Have you been wiping your face drenched in sweat for many times in a day? If you think you’ve been sweating too much for no reason at all, you should look into facial hyperhidrosis.
Hyperhidrosis affects an estimated 15 million people in the United States. Roughly 10% of them suffer from the excessive forehead and facial sweating. Like you, they want to stop their excessive sweating.
Facial sweating, or craniofacial hyperhidrosis, occurs in around 10% of people who suffer from focal hyperhidrosis.
Although less frequent then axillary and palmar hyperhidrosis, it can have a large impact on patients’ lives. Our faces convey our emotions and when people see facial sweating they can often assume the sufferer is anxious or embarrassed. Wiping sweat from your brow or eyes can also become disruptive to everyday tasks.
Causes of facial hyperhidrosis
Anxiety, stress, medications, diet, and climate are all possible causes of profuse face sweating.
For some of us, the cause is more mysterious and the sweat is even more extreme. If this is the case, you’ll know that it is no longer a case of normal sweat.
What causes excessive head sweating?
Some cases of excessive face sweating treatment are caused by a medical condition called craniofacial hyperhidrosis. This condition is localised to the face, head, and scalp and is thought to be the result of overactive sweat glands.
Another potential cause of excessive head sweating is secondary hyperhidrosis. This can often be a side effect of medication, a change in hormone levels, or damage to the body’s nervous system. If you think you have secondary hyperhidrosis it’s important to consult a doctor to identify the potential cause and treatment.
Facial hyperhidrosis treatment
While there isn’t a sure-fire cure for hyperhidrosis, there are tips and treatments that can provide relief from the forehead and facial sweating.
- Handkerchiefs, bandanas, and cooling towels
- Diet Hacks – Fewer carbs, sugar, and caffeine. More vegetables, vitamins, and water.
- Reduce stress and anxiety
- Stop focusing on the sweat
- Clinical-strength antiperspirants
- Prescription-strength antiperspirants
- Botox injections
- Medications for craniofacial hyperhidrosis
Fortunately, much can be done to combat the symptoms of facial sweating with an effective hyperhidrosis treatment plan. Medications that help reduce social anxiety are proven to be a helpful method for counteracting facial hyperhidrosis.
Of course, if you are suffering from excessive sweating, face towels are one of the simplest and most immediately helpful ways to ward off the side effects of facial sweating. The problem most patients troubled by hyperhidrosis face is, while these methods can undoubtedly help diminish the appearance of sweat, they don’t put an end to the problem.
For people who are interested in more aggressive measures of fighting excessive facial sweating, outpatient surgical procedures at Skin Club are relatively affordable and can successfully treat the condition.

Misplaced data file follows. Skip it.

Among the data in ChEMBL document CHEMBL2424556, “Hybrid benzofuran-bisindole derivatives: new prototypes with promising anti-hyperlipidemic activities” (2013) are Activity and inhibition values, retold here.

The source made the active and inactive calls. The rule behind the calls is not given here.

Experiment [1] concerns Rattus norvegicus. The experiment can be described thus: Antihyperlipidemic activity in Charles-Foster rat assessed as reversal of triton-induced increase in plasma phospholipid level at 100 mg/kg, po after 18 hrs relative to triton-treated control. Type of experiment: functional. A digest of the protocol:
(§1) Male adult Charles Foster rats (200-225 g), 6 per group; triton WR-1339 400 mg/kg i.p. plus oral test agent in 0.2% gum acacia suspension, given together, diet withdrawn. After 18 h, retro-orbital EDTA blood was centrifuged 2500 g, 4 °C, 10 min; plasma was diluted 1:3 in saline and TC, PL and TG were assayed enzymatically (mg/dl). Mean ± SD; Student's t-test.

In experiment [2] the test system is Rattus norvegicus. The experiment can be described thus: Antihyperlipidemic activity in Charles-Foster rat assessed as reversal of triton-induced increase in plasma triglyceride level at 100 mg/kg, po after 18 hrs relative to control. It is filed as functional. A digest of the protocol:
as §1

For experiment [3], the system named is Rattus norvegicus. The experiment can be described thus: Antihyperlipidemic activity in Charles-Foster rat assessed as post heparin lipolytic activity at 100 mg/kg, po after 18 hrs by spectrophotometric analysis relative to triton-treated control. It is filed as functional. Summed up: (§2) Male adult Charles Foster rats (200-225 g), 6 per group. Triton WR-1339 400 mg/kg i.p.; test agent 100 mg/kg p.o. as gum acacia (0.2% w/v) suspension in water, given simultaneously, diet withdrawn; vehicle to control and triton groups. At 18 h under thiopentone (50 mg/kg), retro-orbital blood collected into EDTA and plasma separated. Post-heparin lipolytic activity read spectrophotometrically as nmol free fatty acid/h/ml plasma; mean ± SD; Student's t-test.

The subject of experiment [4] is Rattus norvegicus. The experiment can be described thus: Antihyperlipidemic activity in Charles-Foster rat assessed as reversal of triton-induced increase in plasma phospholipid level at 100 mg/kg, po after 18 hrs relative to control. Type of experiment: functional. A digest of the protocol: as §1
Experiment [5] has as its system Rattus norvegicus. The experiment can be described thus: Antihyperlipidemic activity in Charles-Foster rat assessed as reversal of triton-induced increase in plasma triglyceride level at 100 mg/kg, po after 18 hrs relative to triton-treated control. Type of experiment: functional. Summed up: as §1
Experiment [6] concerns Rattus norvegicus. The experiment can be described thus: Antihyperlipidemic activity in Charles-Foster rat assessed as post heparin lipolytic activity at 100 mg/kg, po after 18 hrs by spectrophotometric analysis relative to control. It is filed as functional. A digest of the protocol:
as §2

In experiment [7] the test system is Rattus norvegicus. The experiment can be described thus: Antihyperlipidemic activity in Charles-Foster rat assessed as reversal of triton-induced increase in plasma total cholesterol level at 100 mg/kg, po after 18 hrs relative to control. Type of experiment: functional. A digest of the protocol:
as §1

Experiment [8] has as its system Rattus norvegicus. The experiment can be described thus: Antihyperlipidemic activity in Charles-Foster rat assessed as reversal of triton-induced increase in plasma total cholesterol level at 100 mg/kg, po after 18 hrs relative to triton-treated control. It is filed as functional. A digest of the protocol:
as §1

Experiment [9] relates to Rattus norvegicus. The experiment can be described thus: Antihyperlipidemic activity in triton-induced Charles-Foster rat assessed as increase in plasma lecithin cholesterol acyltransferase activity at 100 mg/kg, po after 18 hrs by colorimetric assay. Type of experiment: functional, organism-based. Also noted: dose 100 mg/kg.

Some of the treatments for facial hyperhidrosis include:
- Topical solutions. These include over-the-counter antiperspirants, which can be applied to the skin. They contain chemicals that can help keep the face dry but are not considered a good long-term solution, as it can irritate the skin of the face, head, or scalp.
- Antiperspirant with a high aluminium content. It is good to start with a clinical strength antiperspirant e.g. Driclor or Rexona Clinical Protection (contain around 20% aluminium). These can be bought from a supermarket or over the counter at a pharmacy. It is best to apply them at night prior to bed since you tend to sweat less overnight and it is more efficacious. It can result in localised irritation of the skin which might limit its use on the face since the red skin can be unsightly.
- Medications. Some medications are useful in treating facial sweating.
- Anticholinergic medication. After a clinical assessment at a clinic that specialises in hyperhidrosis, anticholinergic medication can be considered (particularly effective in craniofacial sweating). These work systemically and work by blocking the transmission of the chemical messenger (acetylcholine) responsible for excessive sweating. Anticholinergic medication can cause a range of side effects e.g. dry mouth, constipation, impaired taste, blurred vision and urinary retention so the dose needs to be adjusted to minimise these while maximising the effect on sweating.
- ETS Surgery. This is a very effective way to treat severe facial sweating. “ETS” stands for Endoscopic Thoracic Sympathectomy and is useful for patients who have not responded to conservative treatments. It is laparoscopic surgery, meaning only tiny incisions are used, to cut specific nerves that communicate to the sweat glands.
Like other types of hyperhidrosis, treating facial hyperhidrosis is relatively accessible and easy. There are many treatment options to choose from, most of which will vary according to your individual case. The best way to find a cure to your problem is to ask your doctor about it.
At Skin Club, we encourage all our patients to have an initial consultation with our doctors before ever deciding which procedure to have. This allows us to know more about you and determine the root cause of the problem. It is also a way for us to ensure client satisfaction as we get to align our treatment offers to your specific needs.